A Beautiful Young Mind is a beautiful, beautiful movie. It’s a movie which I can switch on any time I want and still feel all the emotions the first time around as strong and feel for the characters just as much.
A Beautiful Young Mind was originally a documentary “Beautiful Young Minds” which portrayed the selection process of the UK for the International Maths Olympiad (IMO); most of the children selected had some form of Autism, which the documentary links to increased mathematical ability. Then, seven years after the documentary, in 2014, Morgan Matthews, the director of the documentary put his head to make this movie, A Beautiful Young Mind, also called “X+Y” in the UK.
A Beautiful Young Mind follows one of the students in the documentary, Daniel Lightwing, who is named as Nathan Ellis in the movie and played by Asa Butterfield.
While the premise of A Beautiful Young Mind comes from maths, its true message is coping. Nathan Ellis coping with his autism and the sudden loss of his father in an accident. His mother, Julie Ellis, portrayed by Sally Hawkins, who must cope with her son’s autism, single handedly and the loss of her husband. Then the two of them having to cope with each other, with their relationship solely based on each other’s exterior, never truly going through the surface and understanding each other. Leading to Nathan getting angry over at times silly things, such as his food not being perfect and blaming his mother, unable to see her coping to raise him single handedly; Sally on the other hand at times losing her handle over her son’s outbursts, but primarily being supportive to him all throughout. Even though she cares for her son, and her son does love her, there is a gap between the two, caused by the death of Nathan’s father which Sally desperately tries to overcome.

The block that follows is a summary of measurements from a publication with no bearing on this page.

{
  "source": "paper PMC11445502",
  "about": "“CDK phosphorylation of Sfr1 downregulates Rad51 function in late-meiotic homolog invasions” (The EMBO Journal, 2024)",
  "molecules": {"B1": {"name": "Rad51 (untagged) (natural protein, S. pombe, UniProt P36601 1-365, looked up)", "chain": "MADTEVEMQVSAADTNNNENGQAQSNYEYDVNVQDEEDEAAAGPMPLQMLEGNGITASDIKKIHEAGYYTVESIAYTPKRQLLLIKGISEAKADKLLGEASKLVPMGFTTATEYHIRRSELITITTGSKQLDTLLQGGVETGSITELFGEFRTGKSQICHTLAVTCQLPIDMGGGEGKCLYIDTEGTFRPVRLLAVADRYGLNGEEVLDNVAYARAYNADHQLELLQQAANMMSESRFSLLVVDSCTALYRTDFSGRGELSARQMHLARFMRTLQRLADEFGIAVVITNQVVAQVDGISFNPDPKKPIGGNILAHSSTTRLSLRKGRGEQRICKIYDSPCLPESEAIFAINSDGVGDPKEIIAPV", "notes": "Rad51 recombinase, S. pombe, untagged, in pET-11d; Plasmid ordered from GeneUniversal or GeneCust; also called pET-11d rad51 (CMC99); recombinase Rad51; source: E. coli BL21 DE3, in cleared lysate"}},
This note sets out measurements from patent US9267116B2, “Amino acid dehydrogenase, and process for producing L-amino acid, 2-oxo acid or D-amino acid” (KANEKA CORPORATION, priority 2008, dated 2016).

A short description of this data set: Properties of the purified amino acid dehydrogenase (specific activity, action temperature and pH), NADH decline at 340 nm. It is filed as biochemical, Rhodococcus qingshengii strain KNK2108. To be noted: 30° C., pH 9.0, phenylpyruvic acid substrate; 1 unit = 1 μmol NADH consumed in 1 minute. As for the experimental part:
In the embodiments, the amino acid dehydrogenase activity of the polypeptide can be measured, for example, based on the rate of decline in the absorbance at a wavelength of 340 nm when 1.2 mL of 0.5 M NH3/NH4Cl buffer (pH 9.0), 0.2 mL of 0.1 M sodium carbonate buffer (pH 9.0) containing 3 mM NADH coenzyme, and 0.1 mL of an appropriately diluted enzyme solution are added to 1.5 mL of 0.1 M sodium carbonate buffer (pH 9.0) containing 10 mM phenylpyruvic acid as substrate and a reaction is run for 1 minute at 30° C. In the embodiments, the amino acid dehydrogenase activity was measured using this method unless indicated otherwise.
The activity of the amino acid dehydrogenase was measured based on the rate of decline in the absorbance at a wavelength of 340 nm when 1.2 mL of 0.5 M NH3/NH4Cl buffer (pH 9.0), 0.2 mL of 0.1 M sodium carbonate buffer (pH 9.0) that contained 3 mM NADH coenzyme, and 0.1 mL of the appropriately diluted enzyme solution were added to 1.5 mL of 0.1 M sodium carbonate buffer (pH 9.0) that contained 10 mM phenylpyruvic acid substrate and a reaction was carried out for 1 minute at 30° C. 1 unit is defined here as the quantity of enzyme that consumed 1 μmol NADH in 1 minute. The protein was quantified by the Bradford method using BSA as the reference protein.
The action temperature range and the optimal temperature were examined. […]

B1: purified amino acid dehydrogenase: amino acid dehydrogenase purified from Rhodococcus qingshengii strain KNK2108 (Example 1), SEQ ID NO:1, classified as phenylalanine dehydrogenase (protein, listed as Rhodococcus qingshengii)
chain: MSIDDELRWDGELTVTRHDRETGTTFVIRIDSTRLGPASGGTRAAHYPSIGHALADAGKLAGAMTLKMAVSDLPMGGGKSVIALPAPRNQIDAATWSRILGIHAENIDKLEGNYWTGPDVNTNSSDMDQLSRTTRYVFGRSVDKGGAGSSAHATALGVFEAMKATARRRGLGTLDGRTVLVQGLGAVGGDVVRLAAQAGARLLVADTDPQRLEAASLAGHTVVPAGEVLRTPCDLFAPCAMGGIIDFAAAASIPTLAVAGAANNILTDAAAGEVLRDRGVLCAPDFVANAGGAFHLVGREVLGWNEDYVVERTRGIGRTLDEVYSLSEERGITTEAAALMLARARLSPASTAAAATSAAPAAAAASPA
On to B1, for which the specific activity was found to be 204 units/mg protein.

As much as the movie is about Nathan’s autistic life and his confusions and problems, socially and emotionally, and his abilities, it is as much about a parent and their struggles to care for their child and give them the best, no matter what. It’s also about Julie, who is a single mother caring for her child the best she can, and trying and trying desperately to get through to her child; never giving up, like all parents.
Then there is Martin Humphreys, Nathan’s Maths teacher who teaches him maths and trains him. There is his story about coping with his disability and marijuana addiction and pill addiction and his struggles at coping with his life. And there is Zhang Mei, a Chinese girl Nathan meets at camp and falls in love with. How she must cope with the expectations her family has placed on her to be good at mathematics.
As much as the movie focuses on Nathan, it delves into these characters and shows that life is tough for everybody, not just a person who is autistic or who has a disability. And we always want the best or the people we love, and when somebody loves us, it adds values to us (I didn’t create this line. It’s from the movie and its delivery is so superb and brilliant, you feel it hit you.).
There is so much this movie teaches you about life. There is poignancy in this movie, from being singular, simple but at the same time uncompromising and avoiding clichéd tropes to make the characters relatable. This is a brilliant movie *Wink*.
This is a terrific movie. So many people going on about so many movies but rarely anybody I talk to has seen this movie; and more often than not, they always confuse this with A Beautiful Mind(I, with utmost frevor and bottom of my heart hatred hate them :D). This is a must watch movie, no matter how kiddish or simple it may seem.